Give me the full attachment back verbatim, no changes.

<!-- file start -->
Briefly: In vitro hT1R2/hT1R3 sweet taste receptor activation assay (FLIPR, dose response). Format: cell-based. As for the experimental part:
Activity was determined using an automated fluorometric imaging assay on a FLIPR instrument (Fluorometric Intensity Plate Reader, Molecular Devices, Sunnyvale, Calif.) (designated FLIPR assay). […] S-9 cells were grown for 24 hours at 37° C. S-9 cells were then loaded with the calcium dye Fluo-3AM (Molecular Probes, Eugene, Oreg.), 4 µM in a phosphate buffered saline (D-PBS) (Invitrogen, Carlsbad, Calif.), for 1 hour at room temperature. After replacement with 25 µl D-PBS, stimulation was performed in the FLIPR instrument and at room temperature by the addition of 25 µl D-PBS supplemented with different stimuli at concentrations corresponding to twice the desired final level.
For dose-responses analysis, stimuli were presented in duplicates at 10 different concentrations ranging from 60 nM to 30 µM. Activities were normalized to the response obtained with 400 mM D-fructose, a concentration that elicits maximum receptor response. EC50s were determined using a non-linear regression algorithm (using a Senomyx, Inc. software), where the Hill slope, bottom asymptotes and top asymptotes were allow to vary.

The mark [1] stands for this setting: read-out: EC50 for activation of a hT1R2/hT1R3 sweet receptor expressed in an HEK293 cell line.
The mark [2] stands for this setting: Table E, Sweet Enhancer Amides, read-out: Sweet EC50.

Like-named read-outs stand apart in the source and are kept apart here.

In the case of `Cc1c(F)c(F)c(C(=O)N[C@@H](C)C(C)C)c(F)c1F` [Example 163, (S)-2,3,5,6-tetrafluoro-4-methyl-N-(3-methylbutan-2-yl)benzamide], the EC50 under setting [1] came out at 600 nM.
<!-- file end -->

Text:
Briefly: In vitro hT1R2/hT1R3 sweet taste receptor activation assay (FLIPR, dose response). Format: cell-based. As for the experimental part:
Activity was determined using an automated fluorometric imaging assay on a FLIPR instrument (Fluorometric Intensity Plate Reader, Molecular Devices, Sunnyvale, Calif.) (designated FLIPR assay). […] S-9 cells were grown for 24 hours at 37° C. S-9 cells were then loaded with the calcium dye Fluo-3AM (Molecular Probes, Eugene, Oreg.), 4 µM in a phosphate buffered saline (D-PBS) (Invitrogen, Carlsbad, Calif.), for 1 hour at room temperature. After replacement with 25 µl D-PBS, stimulation was performed in the FLIPR instrument and at room temperature by the addition of 25 µl D-PBS supplemented with different stimuli at concentrations corresponding to twice the desired final level.
For dose-responses analysis, stimuli were presented in duplicates at 10 different concentrations ranging from 60 nM to 30 µM. Activities were normalized to the response obtained with 400 mM D-fructose, a concentration that elicits maximum receptor response. EC50s were determined using a non-linear regression algorithm (using a Senomyx, Inc. software), where the Hill slope, bottom asymptotes and top asymptotes were allow to vary.

The mark [1] stands for this setting: read-out: EC50 for activation of a hT1R2/hT1R3 sweet receptor expressed in an HEK293 cell line.
The mark [2] stands for this setting: Table E, Sweet Enhancer Amides, read-out: Sweet EC50.

Like-named read-outs stand apart in the source and are kept apart here.

In the case of `Cc1c(F)c(F)c(C(=O)N[C@@H](C)C(C)C)c(F)c1F` [Example 163, (S)-2,3,5,6-tetrafluoro-4-methyl-N-(3-methylbutan-2-yl)benzamide], the EC50 under setting [1] came out at 600 nM.